I am lucky to have a fairly stable supply of oil from my neighbors (I actually live on a residential airpark) who like changing their own oil in their vehicles, tractors/lawn equipment, boats and airplanes! 

I discourage people from bringing me the oil though.....I really don't want anyone "dropping" oil containers at my hanger!(what a mess that would make huh?)

 I actually have a John Deere Gator and I  drag a little 4x8 trailer around the neighborhood with a 30gal drum in the back.  Keeps me in good graces with the neighbors and gives them an easy way to get rid their used oil, and I do all the pouring!

We're not getting all that much cold weather here in the PNW this year (although temps in the teens are forecast next week)

I usually don't burn more than about 100-150 gallons per year.  Now that I have retired, I'll probably be spending more time out in the hanger and will probably have to scrounge more oil.  (one of my neighbors had a local heavy equipment business and has offered his used oil for me to come and get anytime I want it.  So we'll see how that goes!  He probably produces another 200-300 gallons per year......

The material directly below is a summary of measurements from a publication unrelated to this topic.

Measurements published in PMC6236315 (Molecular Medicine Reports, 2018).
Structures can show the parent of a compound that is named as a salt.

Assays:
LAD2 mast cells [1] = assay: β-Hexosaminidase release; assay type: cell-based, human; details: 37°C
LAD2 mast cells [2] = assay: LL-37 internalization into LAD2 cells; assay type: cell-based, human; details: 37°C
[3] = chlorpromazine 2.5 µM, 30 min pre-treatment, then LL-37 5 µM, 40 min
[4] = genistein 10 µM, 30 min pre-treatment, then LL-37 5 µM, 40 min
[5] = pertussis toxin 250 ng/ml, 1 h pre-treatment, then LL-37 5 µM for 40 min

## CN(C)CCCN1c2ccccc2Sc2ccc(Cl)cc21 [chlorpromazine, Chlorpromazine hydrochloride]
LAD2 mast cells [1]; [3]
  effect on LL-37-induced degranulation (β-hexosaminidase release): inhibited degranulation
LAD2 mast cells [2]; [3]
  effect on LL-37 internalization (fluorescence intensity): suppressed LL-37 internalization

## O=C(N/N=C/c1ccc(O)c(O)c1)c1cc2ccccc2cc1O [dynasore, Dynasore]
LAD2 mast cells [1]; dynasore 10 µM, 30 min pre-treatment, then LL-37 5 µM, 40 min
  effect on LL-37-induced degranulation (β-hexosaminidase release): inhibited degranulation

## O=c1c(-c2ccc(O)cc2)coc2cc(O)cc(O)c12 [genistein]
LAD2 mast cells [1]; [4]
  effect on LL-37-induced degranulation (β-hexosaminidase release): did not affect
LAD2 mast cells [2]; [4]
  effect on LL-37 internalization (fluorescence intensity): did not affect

I did see a thread here someplace where people were talking about oil transfer pumps.  I am using an ARO air powered pump I bought on eBay a couple of years ago.  I think it was about $180 used and was in pretty good shape.  There are some problems with certain pumps though because of the material they use for the diaphragms and check balls.  For example, Santoprene swells when exposed to certain liquids (like oil!!)

Anyway, I hope there's a lot of people that would like to discuss Lanair and other type compressed-air atomization burners.

Welcome Center / New user from the PNW
« on: January 30, 2019, 11:24:47 pm »
Howdy all from the great Upper Left Coast!

I've been burning waste oil for more than 20 years, starting out with a Lanair CA-100 acquired, rebuilt and operated for about 3 or 4 years.  I stored it for another 5 years and sold it about 10 years ago when I  found a fairly nice condition Lanair HL-140 on Craigslist which I still have and operate every winter in my aircraft hanger.

I have a lot of experience running this one and would love to talk to others with Lanair (or similar)  furnaces to compare notes!

Stay warm!